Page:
EAST LANSING, MI—Anyone who goes to the Michigan State University library can check out the prose of such literary legends as Fitzgerald, Hemingway, and Proust. They can also read the works of (Carl) Barks, (Stan) Lee and (Marv) Wolfman, writers of such four-color masterpieces as Walt Disney's Comics and Stories, The Amazing Spider-Man and The New Teen Titans (respectively).
With more than 250,000 different issues, MSU is home to the world’s largest comic book library, eclipsing even that of The Library of Congress. Further, MSU’s system is more reader-friendly than the library in our nation’s capital.
“The Library of Congress doesn’t have as many comics, but they’re working on it,” said Comic Art Bibliographer Randy Scott, who catalogs, curates, and solicits donations for MSU’s massive collection. “Our procedures can be a little intimidating—written requests, no food or drink at the tables, etc.—but The Library of Congress is more difficult to use. A few years back, they wanted requests three days in advance of use. [Editor's note, the LOC does not currently require this waiting period.] Our pledge is to get any comic to your reading table in 60 seconds.”
A man who truly enjoys his job, Scott has been with MSU for more than four decades.
“I was working in a comic book shop and couldn’t pay the bills,” he said. “Got a big raise to $3.15 per hour in 1973 by moving to the library.”
Thanks to a beloved family member, Scott began reading comic books from an early age.
“Uncle Eddie worked on the lake freighters, and when he came back from a couple of weeks on the boat, he’d bring a pile of comics,” Scott said. “This was from around 1954 to 1959. The cousins, my brother, and I would spend hours reading everything from Little Lulu to Strange Adventures. I remember reading the first issue of Superman’s Girlfriend Lois Lane  in my uncle’s living room.”
These days, Scott, who donated his personal collection to the library during the 1980s, reads a little bit of everything. “It goes in streaks,” he said. “Avengers for a couple of years. Legion of Super-Heroes. A whole decade reading westerns from Europe: Lucky Luke, Lt. Blueberry, Tex Willer. I read a lot of very small press stuff (minis) because I'm cataloging them and it’s easy to get through them. I almost always find something to enjoy.”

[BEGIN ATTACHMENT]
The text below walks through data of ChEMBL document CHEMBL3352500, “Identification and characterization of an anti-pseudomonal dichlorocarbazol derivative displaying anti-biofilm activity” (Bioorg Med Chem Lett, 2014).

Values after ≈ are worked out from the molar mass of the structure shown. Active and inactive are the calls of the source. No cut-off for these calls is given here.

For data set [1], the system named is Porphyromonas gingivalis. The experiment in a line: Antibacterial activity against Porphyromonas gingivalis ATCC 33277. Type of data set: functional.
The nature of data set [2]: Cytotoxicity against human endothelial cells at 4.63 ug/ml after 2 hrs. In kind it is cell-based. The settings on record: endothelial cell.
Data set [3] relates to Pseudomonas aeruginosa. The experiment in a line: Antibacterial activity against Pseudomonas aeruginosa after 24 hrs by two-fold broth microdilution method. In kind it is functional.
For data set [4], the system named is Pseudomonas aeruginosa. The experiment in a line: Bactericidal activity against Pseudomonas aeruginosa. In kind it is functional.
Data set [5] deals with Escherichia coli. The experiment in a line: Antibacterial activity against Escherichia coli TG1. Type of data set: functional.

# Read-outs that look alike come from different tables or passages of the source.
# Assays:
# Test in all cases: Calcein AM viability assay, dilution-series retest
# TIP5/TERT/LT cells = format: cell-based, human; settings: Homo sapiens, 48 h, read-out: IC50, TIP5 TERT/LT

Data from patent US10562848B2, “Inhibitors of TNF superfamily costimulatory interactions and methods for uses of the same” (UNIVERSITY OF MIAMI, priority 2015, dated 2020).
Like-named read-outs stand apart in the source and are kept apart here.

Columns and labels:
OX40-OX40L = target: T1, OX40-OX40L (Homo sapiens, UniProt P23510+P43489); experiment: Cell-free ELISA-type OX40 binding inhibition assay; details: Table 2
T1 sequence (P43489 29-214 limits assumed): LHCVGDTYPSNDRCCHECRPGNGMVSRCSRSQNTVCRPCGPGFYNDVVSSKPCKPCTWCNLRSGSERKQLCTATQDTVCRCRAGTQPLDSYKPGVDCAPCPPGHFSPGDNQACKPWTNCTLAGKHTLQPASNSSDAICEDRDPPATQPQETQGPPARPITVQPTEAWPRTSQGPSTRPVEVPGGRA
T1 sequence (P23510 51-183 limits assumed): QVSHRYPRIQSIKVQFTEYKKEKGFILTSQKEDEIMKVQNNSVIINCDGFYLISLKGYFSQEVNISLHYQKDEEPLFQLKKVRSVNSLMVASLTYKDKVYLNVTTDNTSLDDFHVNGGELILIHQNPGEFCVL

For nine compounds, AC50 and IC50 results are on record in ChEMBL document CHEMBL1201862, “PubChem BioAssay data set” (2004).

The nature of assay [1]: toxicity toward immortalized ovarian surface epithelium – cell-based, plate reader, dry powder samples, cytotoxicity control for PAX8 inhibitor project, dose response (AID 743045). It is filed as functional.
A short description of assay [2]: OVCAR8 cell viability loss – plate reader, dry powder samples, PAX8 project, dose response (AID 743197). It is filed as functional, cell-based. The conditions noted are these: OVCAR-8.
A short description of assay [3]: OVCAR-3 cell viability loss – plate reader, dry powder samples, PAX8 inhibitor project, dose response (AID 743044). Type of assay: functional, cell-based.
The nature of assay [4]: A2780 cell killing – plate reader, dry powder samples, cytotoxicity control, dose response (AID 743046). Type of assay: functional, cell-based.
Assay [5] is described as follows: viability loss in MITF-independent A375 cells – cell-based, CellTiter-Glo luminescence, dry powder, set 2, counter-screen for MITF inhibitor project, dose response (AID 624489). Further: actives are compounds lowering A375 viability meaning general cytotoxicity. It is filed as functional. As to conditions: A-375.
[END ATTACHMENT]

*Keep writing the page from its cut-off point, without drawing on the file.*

The MSU comic book collection, which MSU professor and pop culture enthusiast Russel Nye started in 1970, boasts many prized rarities, including Walt Disney’s Comics & Stories #1 (1940) and Wonder Woman #1 (1942). However, it does lack some of the most valuable comic books ever published, including Action Comics #1 (1938), Detective Comics #27 (1939), and Marvel Comics #1 (1939). Fortunately, you can read those stories in some of the library’s many reprint editions.
Scott isn’t as concerned about the monetary value of the comics as he is the cultural and literary importance of the medium.
“Comics are a literature, and like all literature they help us know ourselves,” he said. “Literature records our acts and thoughts and feelings like nothing else, and comics have their part to play. In comics’ characteristic word-image combination, we see unique efforts to combine right and left brain perceptions, and/or visual and verbal comprehension, and we get the chance to identify with ducks and mice and galaxy-spanning surfers and stuff. Just figuring out what makes that all so cool seems like a life’s work to me.”
In an article published on www.mlive.com, Ray Walsh, owner of a nearby store called Curious Book Shop, referred to the incredible comic archive as “Michigan State University’s best kept secret.” He also said that “many local comic book fans don’t realize this trove exists.”
Which may be explain why the library within a library is underutilized, at least relative to the fantastic wonders contained within.
“We get maybe between 5 and 20 readers per week,” Scott said. “Most of it is research, in that they’re doing it for classes. And 10 or so people per year actually come here from out of town to work on dissertations or books.”
Scott said the comics draw “recreational readers” as well, whose tastes are “all over the map,” from historical to funny animal to superhero.
Cynics may wonder why you should include comic books, which for decades were looked upon as throwaway reading for sub-literates, in the library of a university as prestigious as MSU.
Scott believes he has the answer.
“Comics have been a big fraction of American literary production since at least the mid-20th century,” he said. “We just have never counted them as part of the literature, but they are. I think if you could figure it out, by number of pages of original material produced, comics are probably a least a quarter of American literature. So why the heck wouldn’t a library collect comics?”